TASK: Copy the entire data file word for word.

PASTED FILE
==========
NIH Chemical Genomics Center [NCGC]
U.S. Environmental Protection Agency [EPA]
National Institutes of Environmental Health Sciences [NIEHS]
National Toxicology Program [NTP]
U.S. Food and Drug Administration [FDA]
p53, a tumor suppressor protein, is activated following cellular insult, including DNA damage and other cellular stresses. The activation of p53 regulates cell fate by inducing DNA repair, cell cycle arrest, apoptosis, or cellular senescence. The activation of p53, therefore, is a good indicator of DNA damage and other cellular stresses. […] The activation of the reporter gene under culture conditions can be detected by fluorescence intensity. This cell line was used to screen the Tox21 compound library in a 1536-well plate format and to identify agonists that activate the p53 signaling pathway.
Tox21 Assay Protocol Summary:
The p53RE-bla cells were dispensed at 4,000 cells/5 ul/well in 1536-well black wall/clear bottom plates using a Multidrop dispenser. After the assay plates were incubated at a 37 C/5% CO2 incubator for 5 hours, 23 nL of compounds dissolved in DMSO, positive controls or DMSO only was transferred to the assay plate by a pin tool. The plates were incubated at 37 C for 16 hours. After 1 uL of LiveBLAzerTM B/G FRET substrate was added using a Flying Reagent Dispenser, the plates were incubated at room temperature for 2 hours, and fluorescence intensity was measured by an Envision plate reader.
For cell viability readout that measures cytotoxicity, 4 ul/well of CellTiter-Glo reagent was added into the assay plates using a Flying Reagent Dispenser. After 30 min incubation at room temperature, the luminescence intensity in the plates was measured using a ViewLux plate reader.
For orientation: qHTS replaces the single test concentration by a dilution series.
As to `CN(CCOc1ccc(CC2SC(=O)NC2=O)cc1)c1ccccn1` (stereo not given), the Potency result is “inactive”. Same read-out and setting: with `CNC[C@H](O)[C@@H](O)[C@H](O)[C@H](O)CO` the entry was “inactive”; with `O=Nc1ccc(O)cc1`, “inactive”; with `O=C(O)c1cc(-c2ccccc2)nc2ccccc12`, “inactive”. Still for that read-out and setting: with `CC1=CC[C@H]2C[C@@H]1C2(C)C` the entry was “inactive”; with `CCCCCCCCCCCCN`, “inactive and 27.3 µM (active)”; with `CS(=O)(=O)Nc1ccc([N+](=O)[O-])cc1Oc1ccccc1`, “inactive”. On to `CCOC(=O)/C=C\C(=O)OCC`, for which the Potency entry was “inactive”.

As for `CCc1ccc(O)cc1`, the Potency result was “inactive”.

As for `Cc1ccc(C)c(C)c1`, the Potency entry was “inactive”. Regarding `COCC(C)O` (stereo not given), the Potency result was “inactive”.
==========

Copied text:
NIH Chemical Genomics Center [NCGC]
U.S. Environmental Protection Agency [EPA]
National Institutes of Environmental Health Sciences [NIEHS]
National Toxicology Program [NTP]
U.S. Food and Drug Administration [FDA]
p53, a tumor suppressor protein, is activated following cellular insult, including DNA damage and other cellular stresses. The activation of p53 regulates cell fate by inducing DNA repair, cell cycle arrest, apoptosis, or cellular senescence. The activation of p53, therefore, is a good indicator of DNA damage and other cellular stresses. […] The activation of the reporter gene under culture conditions can be detected by fluorescence intensity. This cell line was used to screen the Tox21 compound library in a 1536-well plate format and to identify agonists that activate the p53 signaling pathway.
Tox21 Assay Protocol Summary:
The p53RE-bla cells were dispensed at 4,000 cells/5 ul/well in 1536-well black wall/clear bottom plates using a Multidrop dispenser. After the assay plates were incubated at a 37 C/5% CO2 incubator for 5 hours, 23 nL of compounds dissolved in DMSO, positive controls or DMSO only was transferred to the assay plate by a pin tool. The plates were incubated at 37 C for 16 hours. After 1 uL of LiveBLAzerTM B/G FRET substrate was added using a Flying Reagent Dispenser, the plates were incubated at room temperature for 2 hours, and fluorescence intensity was measured by an Envision plate reader.
For cell viability readout that measures cytotoxicity, 4 ul/well of CellTiter-Glo reagent was added into the assay plates using a Flying Reagent Dispenser. After 30 min incubation at room temperature, the luminescence intensity in the plates was measured using a ViewLux plate reader.
For orientation: qHTS replaces the single test concentration by a dilution series.
As to `CN(CCOc1ccc(CC2SC(=O)NC2=O)cc1)c1ccccn1` (stereo not given), the Potency result is “inactive”. Same read-out and setting: with `CNC[C@H](O)[C@@H](O)[C@H](O)[C@H](O)CO` the entry was “inactive”; with `O=Nc1ccc(O)cc1`, “inactive”; with `O=C(O)c1cc(-c2ccccc2)nc2ccccc12`, “inactive”. Still for that read-out and setting: with `CC1=CC[C@H]2C[C@@H]1C2(C)C` the entry was “inactive”; with `CCCCCCCCCCCCN`, “inactive and 27.3 µM (active)”; with `CS(=O)(=O)Nc1ccc([N+](=O)[O-])cc1Oc1ccccc1`, “inactive”. On to `CCOC(=O)/C=C\C(=O)OCC`, for which the Potency entry was “inactive”.

As for `CCc1ccc(O)cc1`, the Potency result was “inactive”.

As for `Cc1ccc(C)c(C)c1`, the Potency entry was “inactive”. Regarding `COCC(C)O` (stereo not given), the Potency result was “inactive”.